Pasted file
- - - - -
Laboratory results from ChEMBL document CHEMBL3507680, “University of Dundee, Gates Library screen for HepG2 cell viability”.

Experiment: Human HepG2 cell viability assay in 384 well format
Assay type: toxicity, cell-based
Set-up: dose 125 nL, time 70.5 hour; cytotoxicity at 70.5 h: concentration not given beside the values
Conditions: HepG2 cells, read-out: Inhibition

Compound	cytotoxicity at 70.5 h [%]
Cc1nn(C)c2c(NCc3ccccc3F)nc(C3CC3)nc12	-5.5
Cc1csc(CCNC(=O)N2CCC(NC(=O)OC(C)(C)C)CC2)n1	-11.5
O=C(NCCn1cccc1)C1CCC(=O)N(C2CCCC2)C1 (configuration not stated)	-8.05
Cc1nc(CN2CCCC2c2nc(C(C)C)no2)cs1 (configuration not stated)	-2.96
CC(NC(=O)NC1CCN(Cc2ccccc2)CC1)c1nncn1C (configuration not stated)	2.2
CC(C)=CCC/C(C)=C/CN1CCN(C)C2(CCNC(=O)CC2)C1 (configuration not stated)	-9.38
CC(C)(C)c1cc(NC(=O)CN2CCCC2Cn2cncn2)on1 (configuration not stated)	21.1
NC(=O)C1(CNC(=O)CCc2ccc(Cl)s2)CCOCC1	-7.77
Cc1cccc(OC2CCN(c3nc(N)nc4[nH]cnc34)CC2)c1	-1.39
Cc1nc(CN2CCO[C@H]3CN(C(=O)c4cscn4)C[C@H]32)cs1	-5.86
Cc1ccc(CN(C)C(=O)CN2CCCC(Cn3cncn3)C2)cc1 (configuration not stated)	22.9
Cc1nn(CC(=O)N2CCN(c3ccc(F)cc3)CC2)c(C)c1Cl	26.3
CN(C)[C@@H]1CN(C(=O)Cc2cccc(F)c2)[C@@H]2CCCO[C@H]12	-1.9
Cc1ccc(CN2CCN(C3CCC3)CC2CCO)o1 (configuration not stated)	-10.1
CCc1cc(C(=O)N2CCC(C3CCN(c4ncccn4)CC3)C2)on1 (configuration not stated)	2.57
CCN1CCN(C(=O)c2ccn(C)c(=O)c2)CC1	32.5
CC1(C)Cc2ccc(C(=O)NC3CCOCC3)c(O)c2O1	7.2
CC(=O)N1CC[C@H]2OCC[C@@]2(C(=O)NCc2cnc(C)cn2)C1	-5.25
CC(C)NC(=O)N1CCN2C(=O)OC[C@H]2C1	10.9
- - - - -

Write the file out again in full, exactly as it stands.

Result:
Laboratory results from ChEMBL document CHEMBL3507680, “University of Dundee, Gates Library screen for HepG2 cell viability”.

Experiment: Human HepG2 cell viability assay in 384 well format
Assay type: toxicity, cell-based
Set-up: dose 125 nL, time 70.5 hour; cytotoxicity at 70.5 h: concentration not given beside the values
Conditions: HepG2 cells, read-out: Inhibition

Compound	cytotoxicity at 70.5 h [%]
Cc1nn(C)c2c(NCc3ccccc3F)nc(C3CC3)nc12	-5.5
Cc1csc(CCNC(=O)N2CCC(NC(=O)OC(C)(C)C)CC2)n1	-11.5
O=C(NCCn1cccc1)C1CCC(=O)N(C2CCCC2)C1 (configuration not stated)	-8.05
Cc1nc(CN2CCCC2c2nc(C(C)C)no2)cs1 (configuration not stated)	-2.96
CC(NC(=O)NC1CCN(Cc2ccccc2)CC1)c1nncn1C (configuration not stated)	2.2
CC(C)=CCC/C(C)=C/CN1CCN(C)C2(CCNC(=O)CC2)C1 (configuration not stated)	-9.38
CC(C)(C)c1cc(NC(=O)CN2CCCC2Cn2cncn2)on1 (configuration not stated)	21.1
NC(=O)C1(CNC(=O)CCc2ccc(Cl)s2)CCOCC1	-7.77
Cc1cccc(OC2CCN(c3nc(N)nc4[nH]cnc34)CC2)c1	-1.39
Cc1nc(CN2CCO[C@H]3CN(C(=O)c4cscn4)C[C@H]32)cs1	-5.86
Cc1ccc(CN(C)C(=O)CN2CCCC(Cn3cncn3)C2)cc1 (configuration not stated)	22.9
Cc1nn(CC(=O)N2CCN(c3ccc(F)cc3)CC2)c(C)c1Cl	26.3
CN(C)[C@@H]1CN(C(=O)Cc2cccc(F)c2)[C@@H]2CCCO[C@H]12	-1.9
Cc1ccc(CN2CCN(C3CCC3)CC2CCO)o1 (configuration not stated)	-10.1
CCc1cc(C(=O)N2CCC(C3CCN(c4ncccn4)CC3)C2)on1 (configuration not stated)	2.57
CCN1CCN(C(=O)c2ccn(C)c(=O)c2)CC1	32.5
CC1(C)Cc2ccc(C(=O)NC3CCOCC3)c(O)c2O1	7.2
CC(=O)N1CC[C@H]2OCC[C@@]2(C(=O)NCc2cnc(C)cn2)C1	-5.25
CC(C)NC(=O)N1CCN2C(=O)OC[C@H]2C1	10.9